Testing and Feedback with OASIS Working Group
August 2020Development Sprint
Testing and Feedback with OASIS Working Group
September 2020Gold release: OASIS V becomes operational under the oasis.ac.uk domain
October 2020+All existing users are moved over to OASIS V
By March 2021OASIS IV will have been decomissioned when all users migrated
OASIS IV data will have been archived as a snapshot

Working Groups

To aid this, we have set up a number of Working Groups from across all parts of the sector to help us answer any outstanding issues.

Working Group 1: Community GroupsFocus on workflows of community groups and others working outside of development control
Working Group 2: ContractorsFocus on the workflows of archaeological contracting organisations, inlcuding those working in geophysics and maritime
Working Group 3: ALGAO (HERs and Planning+Leg)Focus on HERs, and use within Local Authority work with development control
Working Group 4: Museums and ArchivesFocus on the new ‘Level 3 user’, which allows Museums and Archives (including digital) to be a major part of project workflow, and to help signpost the requirements of collecting organisations
Working Group 5: BuildingsFocus on the use of OASIS by Built Heritage professionals and researchers. In England this will be through the use of a specific OASIS Buildings ‘skin’ tailored for the community.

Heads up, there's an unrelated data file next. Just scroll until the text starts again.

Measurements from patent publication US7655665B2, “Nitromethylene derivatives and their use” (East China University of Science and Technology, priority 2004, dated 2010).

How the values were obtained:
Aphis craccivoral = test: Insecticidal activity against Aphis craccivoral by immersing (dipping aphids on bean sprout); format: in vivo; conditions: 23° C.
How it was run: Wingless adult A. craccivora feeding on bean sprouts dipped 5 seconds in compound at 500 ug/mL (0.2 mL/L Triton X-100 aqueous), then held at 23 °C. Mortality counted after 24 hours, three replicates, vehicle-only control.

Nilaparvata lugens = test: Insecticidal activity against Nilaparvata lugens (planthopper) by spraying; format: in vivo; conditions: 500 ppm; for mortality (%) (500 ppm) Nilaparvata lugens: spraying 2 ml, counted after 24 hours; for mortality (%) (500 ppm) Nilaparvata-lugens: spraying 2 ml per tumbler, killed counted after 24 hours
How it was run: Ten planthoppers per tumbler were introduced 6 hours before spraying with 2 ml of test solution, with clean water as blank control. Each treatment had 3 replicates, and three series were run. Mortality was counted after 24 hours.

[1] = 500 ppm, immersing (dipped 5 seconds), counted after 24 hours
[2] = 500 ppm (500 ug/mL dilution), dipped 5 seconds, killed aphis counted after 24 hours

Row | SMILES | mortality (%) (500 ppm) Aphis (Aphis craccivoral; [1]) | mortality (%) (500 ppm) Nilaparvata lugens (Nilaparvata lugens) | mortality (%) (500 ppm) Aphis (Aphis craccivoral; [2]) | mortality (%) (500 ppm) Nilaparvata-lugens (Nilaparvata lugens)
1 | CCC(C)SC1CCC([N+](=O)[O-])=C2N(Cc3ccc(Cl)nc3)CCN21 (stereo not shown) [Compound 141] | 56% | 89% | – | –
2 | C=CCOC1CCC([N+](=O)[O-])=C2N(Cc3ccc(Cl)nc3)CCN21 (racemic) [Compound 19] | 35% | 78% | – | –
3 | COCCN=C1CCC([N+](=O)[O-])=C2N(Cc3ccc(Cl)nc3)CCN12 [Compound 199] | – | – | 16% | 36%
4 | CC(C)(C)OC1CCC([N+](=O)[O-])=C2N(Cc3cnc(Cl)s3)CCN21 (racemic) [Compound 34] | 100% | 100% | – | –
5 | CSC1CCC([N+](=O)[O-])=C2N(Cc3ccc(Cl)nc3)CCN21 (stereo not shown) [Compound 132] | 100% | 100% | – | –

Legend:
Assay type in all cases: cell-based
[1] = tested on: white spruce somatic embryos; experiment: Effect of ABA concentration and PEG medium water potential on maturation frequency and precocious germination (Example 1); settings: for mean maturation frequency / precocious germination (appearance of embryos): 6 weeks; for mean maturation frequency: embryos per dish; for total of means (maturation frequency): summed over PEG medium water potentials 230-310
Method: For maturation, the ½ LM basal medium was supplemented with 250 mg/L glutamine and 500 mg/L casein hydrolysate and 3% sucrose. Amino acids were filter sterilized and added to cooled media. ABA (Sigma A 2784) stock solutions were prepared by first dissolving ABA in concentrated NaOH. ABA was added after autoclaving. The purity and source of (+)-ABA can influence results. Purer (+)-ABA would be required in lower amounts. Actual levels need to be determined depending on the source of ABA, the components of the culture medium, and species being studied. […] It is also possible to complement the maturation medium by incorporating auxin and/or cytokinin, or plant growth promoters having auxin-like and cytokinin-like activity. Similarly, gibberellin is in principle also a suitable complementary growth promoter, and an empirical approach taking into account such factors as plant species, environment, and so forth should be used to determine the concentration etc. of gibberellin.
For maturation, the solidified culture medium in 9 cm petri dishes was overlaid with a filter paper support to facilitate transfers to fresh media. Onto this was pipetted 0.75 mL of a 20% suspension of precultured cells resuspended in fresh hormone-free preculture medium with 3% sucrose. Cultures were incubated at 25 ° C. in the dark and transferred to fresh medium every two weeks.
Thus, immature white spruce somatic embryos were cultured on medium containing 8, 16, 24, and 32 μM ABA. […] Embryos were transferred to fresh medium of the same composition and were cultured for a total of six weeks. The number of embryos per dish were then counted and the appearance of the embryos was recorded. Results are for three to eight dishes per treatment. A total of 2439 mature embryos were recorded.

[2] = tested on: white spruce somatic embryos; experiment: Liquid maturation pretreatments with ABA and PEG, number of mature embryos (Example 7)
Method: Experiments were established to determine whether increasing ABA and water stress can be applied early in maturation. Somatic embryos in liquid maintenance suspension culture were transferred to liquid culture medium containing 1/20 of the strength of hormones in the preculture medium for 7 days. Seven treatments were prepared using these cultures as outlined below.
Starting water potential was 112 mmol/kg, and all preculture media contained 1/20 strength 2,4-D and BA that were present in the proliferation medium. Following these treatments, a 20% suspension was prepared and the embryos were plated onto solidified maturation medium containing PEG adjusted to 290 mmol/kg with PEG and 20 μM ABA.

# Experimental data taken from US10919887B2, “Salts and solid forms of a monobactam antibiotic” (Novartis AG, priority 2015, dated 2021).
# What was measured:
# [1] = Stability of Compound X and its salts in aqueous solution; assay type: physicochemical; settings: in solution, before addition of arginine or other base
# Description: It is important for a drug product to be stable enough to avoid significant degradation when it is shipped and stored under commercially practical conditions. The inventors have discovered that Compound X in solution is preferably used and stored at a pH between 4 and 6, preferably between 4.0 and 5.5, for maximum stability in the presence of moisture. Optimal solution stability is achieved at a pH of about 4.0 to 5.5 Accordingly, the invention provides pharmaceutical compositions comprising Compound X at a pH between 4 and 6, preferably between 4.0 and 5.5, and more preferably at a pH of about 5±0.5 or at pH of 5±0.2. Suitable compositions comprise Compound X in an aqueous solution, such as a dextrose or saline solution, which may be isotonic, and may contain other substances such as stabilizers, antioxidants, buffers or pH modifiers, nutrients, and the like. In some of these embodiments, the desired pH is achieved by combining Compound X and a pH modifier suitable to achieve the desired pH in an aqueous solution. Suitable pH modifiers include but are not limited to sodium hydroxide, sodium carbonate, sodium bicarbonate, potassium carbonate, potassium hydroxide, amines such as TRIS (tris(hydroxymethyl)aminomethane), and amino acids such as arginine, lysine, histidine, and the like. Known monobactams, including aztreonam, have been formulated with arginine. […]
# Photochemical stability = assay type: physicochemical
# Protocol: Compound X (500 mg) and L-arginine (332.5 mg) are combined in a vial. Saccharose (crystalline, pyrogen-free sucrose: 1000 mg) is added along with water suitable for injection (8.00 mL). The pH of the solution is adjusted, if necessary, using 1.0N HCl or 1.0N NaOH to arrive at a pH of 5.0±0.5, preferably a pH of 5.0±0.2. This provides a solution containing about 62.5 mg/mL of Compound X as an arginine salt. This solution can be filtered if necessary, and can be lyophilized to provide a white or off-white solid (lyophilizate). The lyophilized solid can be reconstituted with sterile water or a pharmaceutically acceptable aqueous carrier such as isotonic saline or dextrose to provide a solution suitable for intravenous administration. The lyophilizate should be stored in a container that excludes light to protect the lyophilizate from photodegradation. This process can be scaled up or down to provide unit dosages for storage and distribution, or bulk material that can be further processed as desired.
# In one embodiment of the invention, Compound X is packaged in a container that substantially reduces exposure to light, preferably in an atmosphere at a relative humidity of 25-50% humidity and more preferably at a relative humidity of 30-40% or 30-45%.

Working Group 6: End-to-End WorkflowsProviding an overview of how the entire OASIS system works in England and Scotland, from creation of record, re-use and engagement of stakeholders, and access to information.
Working Group 7: Historic England Internal UseProviding a focus on HE internal teams creating records, but also as the national body for England and the insight that OASIS can provide to understanding trends in fieldwork and research
Working Group 8: Discovery and Excavation ScotlandIn Scotland, OASIS feeds into the annual report of DES. This requires specific workflows and techincal requirements outside of the main form.
Working Group 9: Techincal InteroperabilityTo focus on the terminologies being used, howe they are being used, and how data stored in OASIS can be re-used.
Working Group 10: Training + PromotionTo coordinate and deliver a range of training and promotional activities in both England and Scotland, and to investigate new methods of learning in the digital age

It’s hoped that these Groups can begin to form the basis of a community to support OASIS and its users as things move forward. If you’re interested in learning more about a particualr group, and even joining, please contact the project email address at herald@ads.ac.uk